Sunday Dec 04, 2022

Crushing Clay

When I was in 100 level, i started talking to girls. Weird isn’t it? Because throughout my secondary school, girls were icky and disgusting to me; and when they finally began to make my head turn (and my heart beat faster) I was stuck in a timid web. So university was a refreshing experience- a respite, a recovery, a rebirth, and a renaissance.
And in the University of Abuja, some people were pure eye candy. There was Ronke of the flashing eyes, there was Kaycee of the titillating smile, Ruka of the glowing skin there was kunmi of the rumbling laughter. And there was glory Oriakhi of the everything. Yes- flashing Chinese eyes, cute teeth, bright smile and glowing skin. If you must know she had a uniquely proportioned anterior elevation, and I was into those back then. So if you wonder why I hardly ever hugged her…you know now.
And the girl could sing!!!!!! As in ehn! One day she sang “Eyin Sa, L’Awimayehun” during Nifes Worship Experience and the whole place turned upside down. Or the time she led a praise and worship session at the Abuja PFN/Deeper Life Crusade. And the other day she and Ken stood at SUG singing some very Igbotic Tenor (Songs like “ocean divider” and “akanchawa”). Sometimes when I watched them do it, I thought- this may be comedy to us in Abuja, but it’d be ministry! People like Chioma Jesus and Agatha Moses would have to tighten their singing belts!
In 2010 I came in contact with the side of Glory that was a writer. She has this amazing ability to create dialogue (something I find hard when I’m writing fiction). I remember her Facebook notes like “To my future husband” and “The Handy-people Series” (which she curiously never finished writing). Through the conversations of her characters like the Mai-Ruwa (Hausa for water-seller) she paints pictures that last in the imagination. Even my friend Jerry Chiemeke confesses he finds it hard to create dialogue and maintain it.
And then I remember once when I was in Port Harcourt (2009), in the library researching for the Tort term paper. At about 11:15am, Glory popped online, and me as trigger-happy as I was back then, I started messaging. Then she pulled the shocker: “ do you have a crush on me, Peter?” of all the questions in the world! Of course you know I denied that spurious allegation. As I do to this day. (I always accused her of hopelessly pining after my awesome self, hence the glory “crushing” clay appellation.
Glory had this inner strength that you just had to admire. There was this time someone was killed in front of her Dad’s Church and the allegations were rife, and that time when she had to undergo a surgery. To this day I have no idea what the surgery was about (when I asked her she just winked). If you didn’t get close to her you’d never know that behind the veneer of gruff laughter lay a gentle person.
I remember one foolish incident when we went to get a drink at the canteen/shop/whatever at Law block. We’d both ordered snacks and fanta (on me of course) and when it was time to pay I realised my pockets had just got picked in the melee! Glory paid out of her wallet and that was the last I heard about that incident. There was this time I walked her to her house one night (we returned from the 2010 law dinner at 1am). And there was this time I lost my Sonyericsson Cybershot phone (I think a K530i). that day I’d gone over for the first (and sadly the last) time- and we gisted, I got to meet her roommate, and I’d say I got to understand her person a lot more. That girl’s one brave, brave girl! And there was the time she gave away her blackberry as a seed (mehn I respected THAT); it was then I knew she’d had a job since we were in the university.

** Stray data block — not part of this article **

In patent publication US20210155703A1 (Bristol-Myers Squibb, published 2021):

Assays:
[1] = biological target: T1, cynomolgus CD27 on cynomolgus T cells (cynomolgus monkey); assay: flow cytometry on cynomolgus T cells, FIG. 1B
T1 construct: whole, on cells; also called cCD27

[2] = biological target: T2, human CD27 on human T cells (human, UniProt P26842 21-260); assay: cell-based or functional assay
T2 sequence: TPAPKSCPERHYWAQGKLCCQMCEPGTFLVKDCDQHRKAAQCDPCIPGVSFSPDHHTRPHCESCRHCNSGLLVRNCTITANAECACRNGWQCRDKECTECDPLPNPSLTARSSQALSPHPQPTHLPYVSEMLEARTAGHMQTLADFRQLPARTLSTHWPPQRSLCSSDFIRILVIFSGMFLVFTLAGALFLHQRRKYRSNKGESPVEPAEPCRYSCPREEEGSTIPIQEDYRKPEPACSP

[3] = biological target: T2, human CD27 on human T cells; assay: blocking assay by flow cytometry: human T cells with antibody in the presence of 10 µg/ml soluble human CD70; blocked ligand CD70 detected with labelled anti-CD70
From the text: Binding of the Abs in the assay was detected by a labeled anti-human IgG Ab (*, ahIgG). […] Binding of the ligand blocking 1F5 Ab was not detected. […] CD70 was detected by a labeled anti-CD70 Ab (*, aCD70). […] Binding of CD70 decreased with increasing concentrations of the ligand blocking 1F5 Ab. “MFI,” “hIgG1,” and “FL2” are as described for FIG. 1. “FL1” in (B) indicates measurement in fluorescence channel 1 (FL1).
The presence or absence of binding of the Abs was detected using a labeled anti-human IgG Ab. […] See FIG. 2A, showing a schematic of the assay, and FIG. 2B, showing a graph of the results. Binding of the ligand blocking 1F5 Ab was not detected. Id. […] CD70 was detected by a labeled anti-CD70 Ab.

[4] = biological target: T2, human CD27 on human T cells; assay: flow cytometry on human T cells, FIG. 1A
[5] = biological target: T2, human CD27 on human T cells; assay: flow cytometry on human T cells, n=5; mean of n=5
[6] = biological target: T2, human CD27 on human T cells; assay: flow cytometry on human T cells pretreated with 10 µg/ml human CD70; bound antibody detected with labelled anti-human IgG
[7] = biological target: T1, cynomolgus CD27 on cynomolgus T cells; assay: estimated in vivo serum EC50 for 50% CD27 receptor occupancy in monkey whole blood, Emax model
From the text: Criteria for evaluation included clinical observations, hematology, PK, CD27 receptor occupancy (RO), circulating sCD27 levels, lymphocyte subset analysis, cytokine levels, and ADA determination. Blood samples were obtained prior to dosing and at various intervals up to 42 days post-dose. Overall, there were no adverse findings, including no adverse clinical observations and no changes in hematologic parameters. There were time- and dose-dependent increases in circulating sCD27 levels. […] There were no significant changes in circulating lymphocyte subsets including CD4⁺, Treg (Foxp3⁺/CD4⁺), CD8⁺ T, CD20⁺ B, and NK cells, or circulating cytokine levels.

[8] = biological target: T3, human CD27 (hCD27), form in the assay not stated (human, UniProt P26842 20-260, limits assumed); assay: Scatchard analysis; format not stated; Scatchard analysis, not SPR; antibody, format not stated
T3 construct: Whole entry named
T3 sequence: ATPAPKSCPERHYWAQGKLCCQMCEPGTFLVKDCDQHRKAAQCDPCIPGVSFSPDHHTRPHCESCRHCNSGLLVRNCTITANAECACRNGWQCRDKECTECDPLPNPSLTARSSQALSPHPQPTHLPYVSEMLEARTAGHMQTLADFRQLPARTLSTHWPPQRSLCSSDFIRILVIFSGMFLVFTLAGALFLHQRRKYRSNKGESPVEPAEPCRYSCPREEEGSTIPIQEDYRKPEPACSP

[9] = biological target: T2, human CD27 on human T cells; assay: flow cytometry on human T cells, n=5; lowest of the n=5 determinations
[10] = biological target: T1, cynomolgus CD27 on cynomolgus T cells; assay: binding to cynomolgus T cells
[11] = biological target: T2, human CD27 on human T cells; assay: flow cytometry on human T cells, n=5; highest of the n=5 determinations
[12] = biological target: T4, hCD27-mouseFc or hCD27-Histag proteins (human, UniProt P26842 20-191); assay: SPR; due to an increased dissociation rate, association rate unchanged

I remember one time when we went for the National Youth Summit at the Eagle Square. She performed a duet with Blessing Kelvin Nduka (Donnie McClurkin’s “The Prayer). It was so annoying because the organisers of the programme made us all wait till about 3am (when the crowds were already leaving) before they called them up! I love the way she handled the disappointment- they both climbed that stage like nothing was wrong, and did their stuff!
I remember when she wanted to go for the Nigerian Idol Auditions- she asked me what I thought about it. And I answered as honestly as I could- I told her that while I wanted her to go places with her talent, the stories I’d heard (and the people we’d seen) that went on such shows morphed from sweet people to proud schmucks- they began to spread the very messages they preached against (drugs, sex, alcohol and violence). She thanked me…and she went ahead with it. Sometimes when we’d talk I’d say “you’re gonna change, clay. I know it” and she’d just smile that glo-glo smile.
Unfortunately she didn’t win, but she made it to the Top 5. But she had endorsements and stuff- she was the first one with a galaxy tab in the law faculty (if not the entire University of the Abuja).
After we left school I kept hearing the buzz, that Clay was gonna drop an album. It was a little sad I didn’t hear of it sooner (I’d have loved to watch her work in the studio) I got to listen to three of the songs off her Believer Album) my favourite being “Iyanu” featuring Rhymsta Ray (another friend-of-a-friend).  I’m obeying her instructions in the opening undertone (“shake Ukwu, umu chineke Shake Ukwu). It’s an awesome song, and mentally I place it in the same category as “No Lele” by Dekunle Fuji and “HKST” by Okey Sokay.
Today’s her birthday. I’m pressed for time, but I really must step aside and fete this awesome kid. Talent, resolve, passion (and a generous sprinkling of fine looks), a powerful combination for a great future. I hope the future shames the past, and I hope that we see each other at the top.
PS: I KNOW you have this everlasting super mega super-duper crush on me.
And Clay? you didn’t change. I’m glad you didn’t

Peter

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